I love Morro Bay for the balance it seems to have achieved and for the cooperation, it maintains for both wildlife and for people so that they can live together, side by side, and for the most part, harmoniously. Because of this, Morro Bay is one of my favorite places to hang out in, and I hope to come back again soon.

We are staying here until tomorrow so that Callie can recover from her bronchitis and we are convinced that recovery is on the way. Her cough was terrible last night but seems much better today. I am keeping my fingers crossed. I also bought Callie a pair of biking sunglasses at the humane society thrift store and am going to laugh if she accepts wearing them the next time I put her in the bike basket for a bike ride!

A Rest Stop in Morro Bay

It feels wonderful to be parked at Cypress RV Park in Morro Bay after a month of being on the road with our grown up daughter and darling cat- Callie. We can look west to the rock and smoke stakes and can see a peak of the sunset if you dodge the buildings across the street. I saw the gentleman who fed the seagull and raven over the summer and we stopped by at Coast Veterinary to pick up an antibiotic and steroid for Callie.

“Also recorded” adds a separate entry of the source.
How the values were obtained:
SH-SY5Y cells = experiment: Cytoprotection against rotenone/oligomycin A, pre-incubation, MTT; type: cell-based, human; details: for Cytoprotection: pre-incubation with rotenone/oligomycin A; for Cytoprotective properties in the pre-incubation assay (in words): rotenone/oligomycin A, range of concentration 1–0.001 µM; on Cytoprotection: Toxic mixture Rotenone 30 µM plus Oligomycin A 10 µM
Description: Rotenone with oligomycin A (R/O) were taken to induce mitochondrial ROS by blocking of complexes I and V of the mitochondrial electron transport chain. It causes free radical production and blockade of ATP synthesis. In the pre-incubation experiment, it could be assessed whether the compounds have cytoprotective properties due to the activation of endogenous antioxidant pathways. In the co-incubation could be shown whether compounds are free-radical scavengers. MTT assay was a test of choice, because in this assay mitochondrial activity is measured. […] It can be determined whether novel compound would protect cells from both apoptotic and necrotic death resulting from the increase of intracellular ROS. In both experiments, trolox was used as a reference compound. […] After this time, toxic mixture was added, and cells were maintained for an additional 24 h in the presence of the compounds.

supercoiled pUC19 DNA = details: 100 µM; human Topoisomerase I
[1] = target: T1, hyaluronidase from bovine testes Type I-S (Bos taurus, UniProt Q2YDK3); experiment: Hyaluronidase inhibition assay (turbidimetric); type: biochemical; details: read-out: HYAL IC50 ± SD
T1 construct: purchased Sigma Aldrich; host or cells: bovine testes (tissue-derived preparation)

Callie developed bronchitis last summer and it took 4 months for her to be properly diagnosed and treated and Dr. Stephens in Morro Bay was the one to finally get her well. Callie made it up to BC Canada and sailed on my brother’s catamaran called: El Fresca while enjoying a 7-week trip featuring one fantastic adventure after another. She has managed to stay well up until the fires in Santa Rosa, and the smoke became too much for her and she relapsed. We started her on the meds this evening, so I am hoping she will feel better by tomorrow. She is coughing and wheezing and feeling quite crummy, poor little thing.

We will stay here until we see that her health is improving and feel that it is safe to continue south to Anza Borrego Desert State Park where we live. If she doesn’t show improvement, we will take her back in to see the doctor.

But for now, it will be so nice to relax and bike, walk and rest in this idyllic beach town near San Luis Obispo, California.

*Callie is showing signs of improvement this morning.

Callie’s Awesome Catwalks!